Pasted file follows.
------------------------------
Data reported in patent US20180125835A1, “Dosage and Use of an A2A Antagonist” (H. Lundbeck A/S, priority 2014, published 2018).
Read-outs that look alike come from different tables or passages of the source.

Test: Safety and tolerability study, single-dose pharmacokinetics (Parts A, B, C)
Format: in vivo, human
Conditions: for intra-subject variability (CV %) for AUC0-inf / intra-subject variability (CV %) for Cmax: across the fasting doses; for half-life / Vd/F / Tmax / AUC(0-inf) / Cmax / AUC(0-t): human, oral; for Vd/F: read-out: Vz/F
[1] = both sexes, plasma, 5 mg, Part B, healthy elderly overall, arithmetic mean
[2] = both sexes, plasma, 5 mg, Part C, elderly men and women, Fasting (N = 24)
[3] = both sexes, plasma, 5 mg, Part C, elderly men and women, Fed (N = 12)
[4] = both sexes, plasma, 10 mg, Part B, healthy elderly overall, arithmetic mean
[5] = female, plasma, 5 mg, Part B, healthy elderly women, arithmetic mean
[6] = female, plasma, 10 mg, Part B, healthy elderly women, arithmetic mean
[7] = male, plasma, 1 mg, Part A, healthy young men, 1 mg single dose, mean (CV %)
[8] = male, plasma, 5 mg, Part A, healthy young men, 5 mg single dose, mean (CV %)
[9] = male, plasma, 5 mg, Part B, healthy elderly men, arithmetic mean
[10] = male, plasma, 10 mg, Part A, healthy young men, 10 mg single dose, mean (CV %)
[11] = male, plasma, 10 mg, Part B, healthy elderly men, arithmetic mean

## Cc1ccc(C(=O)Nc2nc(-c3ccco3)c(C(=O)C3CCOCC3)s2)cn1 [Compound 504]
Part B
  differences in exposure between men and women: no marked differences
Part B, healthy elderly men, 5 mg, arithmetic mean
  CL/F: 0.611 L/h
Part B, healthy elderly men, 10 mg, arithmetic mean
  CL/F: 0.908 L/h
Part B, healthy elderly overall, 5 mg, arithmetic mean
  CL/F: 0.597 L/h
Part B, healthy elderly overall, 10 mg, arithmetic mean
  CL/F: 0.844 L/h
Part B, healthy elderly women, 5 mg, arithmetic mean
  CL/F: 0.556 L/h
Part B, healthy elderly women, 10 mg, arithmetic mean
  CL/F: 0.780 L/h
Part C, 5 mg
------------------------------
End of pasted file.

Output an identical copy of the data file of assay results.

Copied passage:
Data reported in patent US20180125835A1, “Dosage and Use of an A2A Antagonist” (H. Lundbeck A/S, priority 2014, published 2018).
Read-outs that look alike come from different tables or passages of the source.

Test: Safety and tolerability study, single-dose pharmacokinetics (Parts A, B, C)
Format: in vivo, human
Conditions: for intra-subject variability (CV %) for AUC0-inf / intra-subject variability (CV %) for Cmax: across the fasting doses; for half-life / Vd/F / Tmax / AUC(0-inf) / Cmax / AUC(0-t): human, oral; for Vd/F: read-out: Vz/F
[1] = both sexes, plasma, 5 mg, Part B, healthy elderly overall, arithmetic mean
[2] = both sexes, plasma, 5 mg, Part C, elderly men and women, Fasting (N = 24)
[3] = both sexes, plasma, 5 mg, Part C, elderly men and women, Fed (N = 12)
[4] = both sexes, plasma, 10 mg, Part B, healthy elderly overall, arithmetic mean
[5] = female, plasma, 5 mg, Part B, healthy elderly women, arithmetic mean
[6] = female, plasma, 10 mg, Part B, healthy elderly women, arithmetic mean
[7] = male, plasma, 1 mg, Part A, healthy young men, 1 mg single dose, mean (CV %)
[8] = male, plasma, 5 mg, Part A, healthy young men, 5 mg single dose, mean (CV %)
[9] = male, plasma, 5 mg, Part B, healthy elderly men, arithmetic mean
[10] = male, plasma, 10 mg, Part A, healthy young men, 10 mg single dose, mean (CV %)
[11] = male, plasma, 10 mg, Part B, healthy elderly men, arithmetic mean

## Cc1ccc(C(=O)Nc2nc(-c3ccco3)c(C(=O)C3CCOCC3)s2)cn1 [Compound 504]
Part B
  differences in exposure between men and women: no marked differences
Part B, healthy elderly men, 5 mg, arithmetic mean
  CL/F: 0.611 L/h
Part B, healthy elderly men, 10 mg, arithmetic mean
  CL/F: 0.908 L/h
Part B, healthy elderly overall, 5 mg, arithmetic mean
  CL/F: 0.597 L/h
Part B, healthy elderly overall, 10 mg, arithmetic mean
  CL/F: 0.844 L/h
Part B, healthy elderly women, 5 mg, arithmetic mean
  CL/F: 0.556 L/h
Part B, healthy elderly women, 10 mg, arithmetic mean
  CL/F: 0.780 L/h
Part C, 5 mg